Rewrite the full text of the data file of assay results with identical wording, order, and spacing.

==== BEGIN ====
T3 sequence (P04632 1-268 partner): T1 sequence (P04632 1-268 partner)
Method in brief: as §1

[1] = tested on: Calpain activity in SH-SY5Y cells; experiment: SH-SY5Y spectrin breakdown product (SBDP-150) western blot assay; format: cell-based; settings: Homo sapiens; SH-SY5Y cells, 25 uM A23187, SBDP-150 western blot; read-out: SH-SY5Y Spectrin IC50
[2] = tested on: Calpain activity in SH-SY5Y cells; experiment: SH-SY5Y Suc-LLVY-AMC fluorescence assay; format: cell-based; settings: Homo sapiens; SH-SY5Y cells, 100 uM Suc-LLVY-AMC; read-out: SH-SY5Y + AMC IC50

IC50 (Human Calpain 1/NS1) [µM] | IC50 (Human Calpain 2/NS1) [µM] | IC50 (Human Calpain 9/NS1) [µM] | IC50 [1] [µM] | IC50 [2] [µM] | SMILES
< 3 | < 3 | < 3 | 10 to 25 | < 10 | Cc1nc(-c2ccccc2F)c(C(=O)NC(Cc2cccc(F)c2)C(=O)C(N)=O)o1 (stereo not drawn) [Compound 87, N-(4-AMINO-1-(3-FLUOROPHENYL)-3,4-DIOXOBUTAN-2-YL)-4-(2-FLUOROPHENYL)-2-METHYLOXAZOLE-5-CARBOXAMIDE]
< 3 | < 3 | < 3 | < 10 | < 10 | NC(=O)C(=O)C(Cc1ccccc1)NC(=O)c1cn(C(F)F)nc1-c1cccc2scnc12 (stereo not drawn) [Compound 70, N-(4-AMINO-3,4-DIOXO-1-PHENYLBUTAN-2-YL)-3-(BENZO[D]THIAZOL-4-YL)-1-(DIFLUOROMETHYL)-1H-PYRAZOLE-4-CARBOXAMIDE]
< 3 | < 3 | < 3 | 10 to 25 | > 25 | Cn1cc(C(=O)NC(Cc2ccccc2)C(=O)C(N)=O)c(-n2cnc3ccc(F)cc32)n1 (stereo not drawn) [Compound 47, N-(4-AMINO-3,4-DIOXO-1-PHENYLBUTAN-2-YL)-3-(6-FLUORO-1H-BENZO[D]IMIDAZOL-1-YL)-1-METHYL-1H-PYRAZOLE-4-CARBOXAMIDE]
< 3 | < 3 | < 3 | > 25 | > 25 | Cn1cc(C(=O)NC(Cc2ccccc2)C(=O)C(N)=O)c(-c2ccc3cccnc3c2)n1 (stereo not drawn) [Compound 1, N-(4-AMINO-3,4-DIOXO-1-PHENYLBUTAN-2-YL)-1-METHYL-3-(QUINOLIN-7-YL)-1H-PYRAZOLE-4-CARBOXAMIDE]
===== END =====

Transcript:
T3 sequence (P04632 1-268 partner): T1 sequence (P04632 1-268 partner)
Method in brief: as §1

[1] = tested on: Calpain activity in SH-SY5Y cells; experiment: SH-SY5Y spectrin breakdown product (SBDP-150) western blot assay; format: cell-based; settings: Homo sapiens; SH-SY5Y cells, 25 uM A23187, SBDP-150 western blot; read-out: SH-SY5Y Spectrin IC50
[2] = tested on: Calpain activity in SH-SY5Y cells; experiment: SH-SY5Y Suc-LLVY-AMC fluorescence assay; format: cell-based; settings: Homo sapiens; SH-SY5Y cells, 100 uM Suc-LLVY-AMC; read-out: SH-SY5Y + AMC IC50

IC50 (Human Calpain 1/NS1) [µM] | IC50 (Human Calpain 2/NS1) [µM] | IC50 (Human Calpain 9/NS1) [µM] | IC50 [1] [µM] | IC50 [2] [µM] | SMILES
< 3 | < 3 | < 3 | 10 to 25 | < 10 | Cc1nc(-c2ccccc2F)c(C(=O)NC(Cc2cccc(F)c2)C(=O)C(N)=O)o1 (stereo not drawn) [Compound 87, N-(4-AMINO-1-(3-FLUOROPHENYL)-3,4-DIOXOBUTAN-2-YL)-4-(2-FLUOROPHENYL)-2-METHYLOXAZOLE-5-CARBOXAMIDE]
< 3 | < 3 | < 3 | < 10 | < 10 | NC(=O)C(=O)C(Cc1ccccc1)NC(=O)c1cn(C(F)F)nc1-c1cccc2scnc12 (stereo not drawn) [Compound 70, N-(4-AMINO-3,4-DIOXO-1-PHENYLBUTAN-2-YL)-3-(BENZO[D]THIAZOL-4-YL)-1-(DIFLUOROMETHYL)-1H-PYRAZOLE-4-CARBOXAMIDE]
< 3 | < 3 | < 3 | 10 to 25 | > 25 | Cn1cc(C(=O)NC(Cc2ccccc2)C(=O)C(N)=O)c(-n2cnc3ccc(F)cc32)n1 (stereo not drawn) [Compound 47, N-(4-AMINO-3,4-DIOXO-1-PHENYLBUTAN-2-YL)-3-(6-FLUORO-1H-BENZO[D]IMIDAZOL-1-YL)-1-METHYL-1H-PYRAZOLE-4-CARBOXAMIDE]
< 3 | < 3 | < 3 | > 25 | > 25 | Cn1cc(C(=O)NC(Cc2ccccc2)C(=O)C(N)=O)c(-c2ccc3cccnc3c2)n1 (stereo not drawn) [Compound 1, N-(4-AMINO-3,4-DIOXO-1-PHENYLBUTAN-2-YL)-1-METHYL-3-(QUINOLIN-7-YL)-1H-PYRAZOLE-4-CARBOXAMIDE]